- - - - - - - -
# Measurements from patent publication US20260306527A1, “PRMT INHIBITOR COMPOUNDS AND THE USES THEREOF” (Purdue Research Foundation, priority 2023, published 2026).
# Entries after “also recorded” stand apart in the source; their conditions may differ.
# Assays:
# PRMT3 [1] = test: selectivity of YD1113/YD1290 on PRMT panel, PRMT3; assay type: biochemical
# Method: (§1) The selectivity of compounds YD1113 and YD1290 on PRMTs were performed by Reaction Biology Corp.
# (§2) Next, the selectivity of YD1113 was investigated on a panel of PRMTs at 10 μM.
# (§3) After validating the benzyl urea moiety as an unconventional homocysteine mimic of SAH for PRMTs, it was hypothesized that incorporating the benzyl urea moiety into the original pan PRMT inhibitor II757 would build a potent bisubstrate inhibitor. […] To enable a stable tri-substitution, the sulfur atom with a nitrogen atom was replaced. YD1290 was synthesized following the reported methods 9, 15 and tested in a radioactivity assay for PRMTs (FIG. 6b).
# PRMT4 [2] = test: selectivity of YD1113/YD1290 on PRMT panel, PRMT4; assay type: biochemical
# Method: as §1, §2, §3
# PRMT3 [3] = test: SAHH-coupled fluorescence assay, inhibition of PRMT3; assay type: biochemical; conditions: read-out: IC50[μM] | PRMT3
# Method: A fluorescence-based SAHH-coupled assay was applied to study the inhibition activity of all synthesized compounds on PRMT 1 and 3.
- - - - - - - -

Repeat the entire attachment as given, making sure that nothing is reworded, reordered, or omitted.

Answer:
# Measurements from patent publication US20260306527A1, “PRMT INHIBITOR COMPOUNDS AND THE USES THEREOF” (Purdue Research Foundation, priority 2023, published 2026).
# Entries after “also recorded” stand apart in the source; their conditions may differ.
# Assays:
# PRMT3 [1] = test: selectivity of YD1113/YD1290 on PRMT panel, PRMT3; assay type: biochemical
# Method: (§1) The selectivity of compounds YD1113 and YD1290 on PRMTs were performed by Reaction Biology Corp.
# (§2) Next, the selectivity of YD1113 was investigated on a panel of PRMTs at 10 μM.
# (§3) After validating the benzyl urea moiety as an unconventional homocysteine mimic of SAH for PRMTs, it was hypothesized that incorporating the benzyl urea moiety into the original pan PRMT inhibitor II757 would build a potent bisubstrate inhibitor. […] To enable a stable tri-substitution, the sulfur atom with a nitrogen atom was replaced. YD1290 was synthesized following the reported methods 9, 15 and tested in a radioactivity assay for PRMTs (FIG. 6b).
# PRMT4 [2] = test: selectivity of YD1113/YD1290 on PRMT panel, PRMT4; assay type: biochemical
# Method: as §1, §2, §3
# PRMT3 [3] = test: SAHH-coupled fluorescence assay, inhibition of PRMT3; assay type: biochemical; conditions: read-out: IC50[μM] | PRMT3
# Method: A fluorescence-based SAHH-coupled assay was applied to study the inhibition activity of all synthesized compounds on PRMT 1 and 3.